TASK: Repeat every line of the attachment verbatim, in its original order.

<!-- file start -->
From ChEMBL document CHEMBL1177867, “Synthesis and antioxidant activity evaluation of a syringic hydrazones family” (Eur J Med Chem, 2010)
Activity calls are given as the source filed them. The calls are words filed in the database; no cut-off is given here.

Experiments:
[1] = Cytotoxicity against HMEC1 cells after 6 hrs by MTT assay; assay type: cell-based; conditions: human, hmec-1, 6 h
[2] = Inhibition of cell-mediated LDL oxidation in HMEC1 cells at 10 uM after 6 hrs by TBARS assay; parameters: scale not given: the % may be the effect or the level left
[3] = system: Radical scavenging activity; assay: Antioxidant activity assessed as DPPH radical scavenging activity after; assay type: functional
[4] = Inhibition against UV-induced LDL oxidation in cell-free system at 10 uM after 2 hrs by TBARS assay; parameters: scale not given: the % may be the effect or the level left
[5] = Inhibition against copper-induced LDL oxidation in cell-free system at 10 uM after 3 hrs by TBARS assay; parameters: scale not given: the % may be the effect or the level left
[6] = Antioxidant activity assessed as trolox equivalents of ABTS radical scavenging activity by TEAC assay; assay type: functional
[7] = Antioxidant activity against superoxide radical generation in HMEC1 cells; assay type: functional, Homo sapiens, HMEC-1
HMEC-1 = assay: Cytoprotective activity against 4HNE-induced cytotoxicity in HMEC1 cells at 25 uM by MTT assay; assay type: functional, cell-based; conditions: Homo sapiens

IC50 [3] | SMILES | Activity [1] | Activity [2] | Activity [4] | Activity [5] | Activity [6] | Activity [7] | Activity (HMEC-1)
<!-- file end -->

From ChEMBL document CHEMBL1177867, “Synthesis and antioxidant activity evaluation of a syringic hydrazones family” (Eur J Med Chem, 2010)
Activity calls are given as the source filed them. The calls are words filed in the database; no cut-off is given here.

Experiments:
[1] = Cytotoxicity against HMEC1 cells after 6 hrs by MTT assay; assay type: cell-based; conditions: human, hmec-1, 6 h
[2] = Inhibition of cell-mediated LDL oxidation in HMEC1 cells at 10 uM after 6 hrs by TBARS assay; parameters: scale not given: the % may be the effect or the level left
[3] = system: Radical scavenging activity; assay: Antioxidant activity assessed as DPPH radical scavenging activity after; assay type: functional
[4] = Inhibition against UV-induced LDL oxidation in cell-free system at 10 uM after 2 hrs by TBARS assay; parameters: scale not given: the % may be the effect or the level left
[5] = Inhibition against copper-induced LDL oxidation in cell-free system at 10 uM after 3 hrs by TBARS assay; parameters: scale not given: the % may be the effect or the level left
[6] = Antioxidant activity assessed as trolox equivalents of ABTS radical scavenging activity by TEAC assay; assay type: functional
[7] = Antioxidant activity against superoxide radical generation in HMEC1 cells; assay type: functional, Homo sapiens, HMEC-1
HMEC-1 = assay: Cytoprotective activity against 4HNE-induced cytotoxicity in HMEC1 cells at 25 uM by MTT assay; assay type: functional, cell-based; conditions: Homo sapiens

IC50 [3] | SMILES | Activity [1] | Activity [2] | Activity [4] | Activity [5] | Activity [6] | Activity [7] | Activity (HMEC-1)